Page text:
If you’re thinking about expanding your supply chain into shipping to and from Mexico, you’re not alone. Business between the U.S. and Mexico is booming. Currently, Mexico is the U.S.’s second largest trading partner, after China. The U.S. is Mexico’s largest trading partner, with 80 percent of Mexican exports going to the United States. Since the North American Free Trade Agreement Implementation Act (NAFTA) in 1994, U.S. exports to Mexico have risen 517 percent and Mexican exports to the US have grown a huge 797 percent!
Any goods to enter or leave Mexico is subject to a customs classifications. When shipping to and from Mexico, you’ll have to classify your goods based on the function you’re goods will have either in Mexico or abroad.
If you’re looking to export your finished goods into Mexico for sale or consumption – this is called “definite” importation. Alternatively, maybe you’d like to temporarily ship raw goods into Mexico to be assembled into a final product which will be imported back into the US – this is called “IMMEX” importation, and it allows you to avoid being taxed on the imported goods, since they are not staying in Mexico permanently. On the other hand, perhaps you’re importing materials from Mexico in order to manufacture your products here in the US. No matter the situation, compared to shipping domestically, there are a lot more factors you’ll need to consider when arranging the transportation of your goods.
When you ship a truckload of freight within the United States, it’s a pretty simple process, even though it may not feel like it sometimes! In general, your freight is only loaded and unloaded once with the same truck driver and trailer bringing your goods from door to door and you don’t need to involve any third parties, besides the carrier or freight broker. However, when you’re shipping to and from Mexico, it’s a little different.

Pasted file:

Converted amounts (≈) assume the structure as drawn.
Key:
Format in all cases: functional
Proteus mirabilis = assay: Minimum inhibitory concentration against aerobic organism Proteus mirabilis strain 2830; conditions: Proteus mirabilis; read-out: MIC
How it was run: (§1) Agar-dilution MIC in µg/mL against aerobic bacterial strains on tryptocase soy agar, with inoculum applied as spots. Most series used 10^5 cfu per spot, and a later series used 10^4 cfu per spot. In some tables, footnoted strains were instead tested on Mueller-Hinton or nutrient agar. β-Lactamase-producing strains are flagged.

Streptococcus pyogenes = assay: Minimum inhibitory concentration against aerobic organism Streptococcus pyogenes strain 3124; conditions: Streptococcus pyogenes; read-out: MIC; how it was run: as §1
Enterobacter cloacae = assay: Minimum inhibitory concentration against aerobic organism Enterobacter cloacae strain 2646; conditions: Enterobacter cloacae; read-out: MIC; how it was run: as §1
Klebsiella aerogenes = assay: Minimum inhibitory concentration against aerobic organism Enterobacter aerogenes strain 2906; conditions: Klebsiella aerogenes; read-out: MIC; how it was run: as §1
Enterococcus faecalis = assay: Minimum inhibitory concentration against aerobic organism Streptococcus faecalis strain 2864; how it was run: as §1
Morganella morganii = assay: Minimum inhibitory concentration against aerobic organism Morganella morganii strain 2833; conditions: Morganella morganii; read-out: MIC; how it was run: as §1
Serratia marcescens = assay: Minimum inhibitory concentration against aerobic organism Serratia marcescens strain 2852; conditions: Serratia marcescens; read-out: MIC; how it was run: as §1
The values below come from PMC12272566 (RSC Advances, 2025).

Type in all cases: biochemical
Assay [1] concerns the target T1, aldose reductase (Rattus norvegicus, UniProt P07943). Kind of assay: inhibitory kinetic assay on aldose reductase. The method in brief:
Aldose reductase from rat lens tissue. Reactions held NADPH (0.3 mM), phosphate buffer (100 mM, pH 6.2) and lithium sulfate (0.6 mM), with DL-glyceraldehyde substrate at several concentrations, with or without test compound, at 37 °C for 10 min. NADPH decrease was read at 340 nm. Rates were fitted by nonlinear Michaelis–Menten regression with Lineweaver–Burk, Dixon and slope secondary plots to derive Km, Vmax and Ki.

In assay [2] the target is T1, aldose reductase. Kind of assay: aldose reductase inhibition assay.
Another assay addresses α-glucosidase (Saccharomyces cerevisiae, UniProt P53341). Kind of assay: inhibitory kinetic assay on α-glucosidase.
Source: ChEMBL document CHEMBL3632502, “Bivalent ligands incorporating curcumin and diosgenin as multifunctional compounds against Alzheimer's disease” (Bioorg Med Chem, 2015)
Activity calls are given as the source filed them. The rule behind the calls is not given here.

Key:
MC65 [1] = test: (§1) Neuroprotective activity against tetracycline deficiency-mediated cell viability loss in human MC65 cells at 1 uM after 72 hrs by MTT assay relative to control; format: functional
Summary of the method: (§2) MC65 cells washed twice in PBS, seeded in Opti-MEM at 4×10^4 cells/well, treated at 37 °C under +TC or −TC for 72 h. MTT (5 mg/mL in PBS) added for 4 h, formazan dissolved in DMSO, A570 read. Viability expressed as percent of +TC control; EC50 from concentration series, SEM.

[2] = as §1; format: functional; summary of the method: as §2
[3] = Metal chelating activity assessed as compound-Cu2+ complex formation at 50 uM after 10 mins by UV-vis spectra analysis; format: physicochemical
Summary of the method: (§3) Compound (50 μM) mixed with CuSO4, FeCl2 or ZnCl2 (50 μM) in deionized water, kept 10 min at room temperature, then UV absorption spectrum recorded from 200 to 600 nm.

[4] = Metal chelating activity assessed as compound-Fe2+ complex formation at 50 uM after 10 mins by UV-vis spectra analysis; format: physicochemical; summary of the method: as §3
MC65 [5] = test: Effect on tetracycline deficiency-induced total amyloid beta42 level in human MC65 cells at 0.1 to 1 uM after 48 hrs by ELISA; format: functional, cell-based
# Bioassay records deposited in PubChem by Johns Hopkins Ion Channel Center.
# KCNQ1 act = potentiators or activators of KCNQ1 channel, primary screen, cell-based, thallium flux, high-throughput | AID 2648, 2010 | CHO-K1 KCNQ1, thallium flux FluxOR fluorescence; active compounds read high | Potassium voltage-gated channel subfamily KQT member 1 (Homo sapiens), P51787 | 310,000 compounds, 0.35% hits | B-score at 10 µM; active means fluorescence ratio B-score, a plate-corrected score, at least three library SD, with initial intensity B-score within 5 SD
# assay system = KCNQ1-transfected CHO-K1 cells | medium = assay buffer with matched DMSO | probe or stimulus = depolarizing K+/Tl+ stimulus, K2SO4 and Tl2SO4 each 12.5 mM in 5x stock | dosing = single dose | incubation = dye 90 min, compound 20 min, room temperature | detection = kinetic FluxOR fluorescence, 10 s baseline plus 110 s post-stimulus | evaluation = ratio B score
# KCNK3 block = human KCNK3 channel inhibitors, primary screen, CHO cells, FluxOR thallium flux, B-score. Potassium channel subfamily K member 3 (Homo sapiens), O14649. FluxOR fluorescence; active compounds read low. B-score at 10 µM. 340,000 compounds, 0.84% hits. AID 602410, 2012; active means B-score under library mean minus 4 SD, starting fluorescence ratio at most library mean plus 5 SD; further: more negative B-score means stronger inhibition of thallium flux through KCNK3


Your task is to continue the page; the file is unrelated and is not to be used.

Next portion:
In its journey from country to country, a different carrier will be delivering your freight than the original carrier who picked it up. Depending on whether you select “door-to-door” or “door-to-border” service, your freight may be loaded and unloaded multiple times onto different trailers. The services of a customs broker and freight forwarder will be required to assist with customs clearance. If you elect to use a third party-logistics company (3PL) for the arrangement of your shipments, many of these details can be taken care of for you, although you can choose to elect a customs broker or freight forwarder of your choosing if you’d prefer and if the freight is being delivered to you. The provider responsible for making these third-party arrangements depends on which direction you are shipping.
To break it down a little more simply, here’s a run-down of the process when you’re shipping TO Mexico (exporting):
Because it’s a little different going the other direction, here’s how it goes down when you’re shipping from Mexico to the U.S. (importing):
There’s one other important thing to note. The insurance liability for freight moving into Mexico is very different from the insurance liability in the U.S. All U.S. carriers offering door-to-door service have limited or no liability coverage for shipments once they cross the border into Mexico. It’s important to arrange additional cargo insurance for the Mexican portion of the journey, which you can usually arrange either through your logistics service provider or through the customs broker.
If you’ve never shipped to or from Mexico before, learning the process to do so can be a little confusing or overwhelming at times. However, through having offices in bordering cities, Team Members fluent in Spanish, and years of experience in shipping to and from Mexico , Trinity Logistics is your ideal partner to help you with this process and assist you with any of your Mexico shipping endeavors.
Find out what you need to know in the freight market update of May 2022.
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